It is the best of times; it is the worst of times. Victory upon victory upon victory is undoubtedly corking stuff; but our heroes seem incapable of tying their shoelaces without someone pulling up injured. Never mind the football – I don’t think anyone doubts that there will be goals a-plenty and we will ultimately come from behind to win. The real poser ahead of today’s game is which one of our mob will be injured next. (My money is on Modders, on the grounds that he snapped something or other against this lot last season.)Merrily however, it seems that there is actually also good news emanating from the treatment room, as the great big loveable Michael Dawson is back in the squad. Huzzah! And not a moment too soon, with Kaboul exiting stage right last week. Not sure if Daws will be ready for a full 90 minutes, so we could be due the glorious sight of Corluka trundling around the centre of defence for the first hour or so. Presumably then the game-plan will once again have to be to outscore the other lot, rather than “keep it tight at the back”…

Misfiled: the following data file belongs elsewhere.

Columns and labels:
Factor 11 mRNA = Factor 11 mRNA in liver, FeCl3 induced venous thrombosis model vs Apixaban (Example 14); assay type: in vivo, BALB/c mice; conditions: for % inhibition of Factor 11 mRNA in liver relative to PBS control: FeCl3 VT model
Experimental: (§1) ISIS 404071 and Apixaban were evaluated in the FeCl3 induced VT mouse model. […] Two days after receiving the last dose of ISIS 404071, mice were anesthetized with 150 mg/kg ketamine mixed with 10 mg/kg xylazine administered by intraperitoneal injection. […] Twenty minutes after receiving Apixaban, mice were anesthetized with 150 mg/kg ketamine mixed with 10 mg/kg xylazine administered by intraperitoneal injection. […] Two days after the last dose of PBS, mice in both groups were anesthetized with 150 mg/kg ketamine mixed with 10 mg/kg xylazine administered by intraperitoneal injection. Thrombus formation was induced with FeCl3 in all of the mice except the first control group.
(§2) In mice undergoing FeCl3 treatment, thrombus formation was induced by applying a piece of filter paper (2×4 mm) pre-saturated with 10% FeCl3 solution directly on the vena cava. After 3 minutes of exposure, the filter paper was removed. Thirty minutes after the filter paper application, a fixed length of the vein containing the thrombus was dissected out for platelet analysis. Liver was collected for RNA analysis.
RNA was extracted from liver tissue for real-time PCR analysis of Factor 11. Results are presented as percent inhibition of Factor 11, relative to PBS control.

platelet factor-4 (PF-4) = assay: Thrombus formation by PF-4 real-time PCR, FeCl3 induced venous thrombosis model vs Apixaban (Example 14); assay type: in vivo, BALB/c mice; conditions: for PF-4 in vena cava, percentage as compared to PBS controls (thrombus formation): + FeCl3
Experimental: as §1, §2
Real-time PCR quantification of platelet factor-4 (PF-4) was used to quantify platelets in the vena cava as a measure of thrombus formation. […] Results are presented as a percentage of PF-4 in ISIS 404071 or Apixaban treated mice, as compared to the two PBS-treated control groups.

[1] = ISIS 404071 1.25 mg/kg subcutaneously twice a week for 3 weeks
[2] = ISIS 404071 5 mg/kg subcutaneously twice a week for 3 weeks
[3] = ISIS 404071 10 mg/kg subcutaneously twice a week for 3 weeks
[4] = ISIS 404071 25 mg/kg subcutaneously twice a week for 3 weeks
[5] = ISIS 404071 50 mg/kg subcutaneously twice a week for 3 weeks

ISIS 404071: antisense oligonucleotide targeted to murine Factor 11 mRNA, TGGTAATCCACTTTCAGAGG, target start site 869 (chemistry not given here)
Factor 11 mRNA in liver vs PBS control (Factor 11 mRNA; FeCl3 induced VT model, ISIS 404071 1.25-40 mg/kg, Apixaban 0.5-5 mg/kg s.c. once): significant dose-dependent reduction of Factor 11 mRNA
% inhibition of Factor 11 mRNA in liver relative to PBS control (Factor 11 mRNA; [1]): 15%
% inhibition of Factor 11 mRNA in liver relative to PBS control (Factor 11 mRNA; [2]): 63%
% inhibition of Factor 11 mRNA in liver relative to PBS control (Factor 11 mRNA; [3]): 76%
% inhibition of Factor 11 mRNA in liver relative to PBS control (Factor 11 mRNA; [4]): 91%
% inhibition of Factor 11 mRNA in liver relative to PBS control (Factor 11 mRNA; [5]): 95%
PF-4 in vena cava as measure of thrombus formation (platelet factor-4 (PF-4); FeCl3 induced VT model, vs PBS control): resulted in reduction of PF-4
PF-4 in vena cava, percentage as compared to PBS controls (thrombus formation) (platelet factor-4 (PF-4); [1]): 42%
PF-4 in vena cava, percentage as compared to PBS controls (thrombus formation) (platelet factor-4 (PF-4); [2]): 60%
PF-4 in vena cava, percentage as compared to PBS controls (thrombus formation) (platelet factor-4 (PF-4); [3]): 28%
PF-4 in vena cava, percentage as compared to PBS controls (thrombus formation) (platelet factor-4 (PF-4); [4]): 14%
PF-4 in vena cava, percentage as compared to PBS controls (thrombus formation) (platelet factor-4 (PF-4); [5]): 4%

Slow-Paced Defensive Game of Containment 

I rather sneer at the man who places a wager on our heroes to keep a clean sheet these days.

The Bremen game was very much the exception, because in general our lot cannot help but cram all sorts of attacking mayhem into their bi-weekly 90 minute act. Pause a moment just to imagine the looks of sheer incredulity amongst the faces of our heroes, if ‘Arry gathered them in the changing-room and told them to play a slow-paced, defensive game of containment. The horrified silence would presumably only be punctuated by a resounding thump, as Gareth Bale fainted, and the sobbing of Luka Modric, gently rocking in the corner. Opposition fans might not necessarily like our lot, but we are pretty well ensconced as the neutral’s favourites at the moment, for the glorious entertainment value.With no VDV today I presume we will have to adopt a more attacking 4-4-2 today. It might leave us a little over-exposed away from home in the Champions League, but away to Birmingham it ought to make for an hour and a half of fun. If my Fantasy League team has taught me anything this season it is that the Birmingham defence do like a clean sheet or two, which ought to throw down the gauntlet to Gareth Bale and chums.

Everywhere one looks at the moment the top teams are dropping points, and while Birmingham away is hardly straightforward, we do have a jolly good opportunity for a fourth consecutive league win, ahead of Chelski next week. Ordinarily I would settle for a draw in this sort of fixture, but on current form I expect nothing less than another late, late winner from our heroes.